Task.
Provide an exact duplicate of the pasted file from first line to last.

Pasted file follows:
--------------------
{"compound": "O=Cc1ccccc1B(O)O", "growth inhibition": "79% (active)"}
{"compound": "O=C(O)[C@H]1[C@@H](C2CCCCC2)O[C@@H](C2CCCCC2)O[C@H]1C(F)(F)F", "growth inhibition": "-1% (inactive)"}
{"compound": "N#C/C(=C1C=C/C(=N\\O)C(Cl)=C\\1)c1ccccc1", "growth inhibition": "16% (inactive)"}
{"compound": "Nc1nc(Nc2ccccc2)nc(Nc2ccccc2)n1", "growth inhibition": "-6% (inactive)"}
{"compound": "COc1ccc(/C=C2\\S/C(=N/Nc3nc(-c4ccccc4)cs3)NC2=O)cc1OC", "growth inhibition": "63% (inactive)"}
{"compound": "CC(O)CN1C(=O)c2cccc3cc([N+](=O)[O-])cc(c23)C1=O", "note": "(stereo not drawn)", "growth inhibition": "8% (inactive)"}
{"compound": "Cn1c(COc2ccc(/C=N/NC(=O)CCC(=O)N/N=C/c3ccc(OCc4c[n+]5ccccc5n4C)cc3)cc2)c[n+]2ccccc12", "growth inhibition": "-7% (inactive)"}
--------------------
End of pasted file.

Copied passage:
{"compound": "O=Cc1ccccc1B(O)O", "growth inhibition": "79% (active)"}
{"compound": "O=C(O)[C@H]1[C@@H](C2CCCCC2)O[C@@H](C2CCCCC2)O[C@H]1C(F)(F)F", "growth inhibition": "-1% (inactive)"}
{"compound": "N#C/C(=C1C=C/C(=N\\O)C(Cl)=C\\1)c1ccccc1", "growth inhibition": "16% (inactive)"}
{"compound": "Nc1nc(Nc2ccccc2)nc(Nc2ccccc2)n1", "growth inhibition": "-6% (inactive)"}
{"compound": "COc1ccc(/C=C2\\S/C(=N/Nc3nc(-c4ccccc4)cs3)NC2=O)cc1OC", "growth inhibition": "63% (inactive)"}
{"compound": "CC(O)CN1C(=O)c2cccc3cc([N+](=O)[O-])cc(c23)C1=O", "note": "(stereo not drawn)", "growth inhibition": "8% (inactive)"}
{"compound": "Cn1c(COc2ccc(/C=N/NC(=O)CCC(=O)N/N=C/c3ccc(OCc4c[n+]5ccccc5n4C)cc3)cc2)c[n+]2ccccc12", "growth inhibition": "-7% (inactive)"}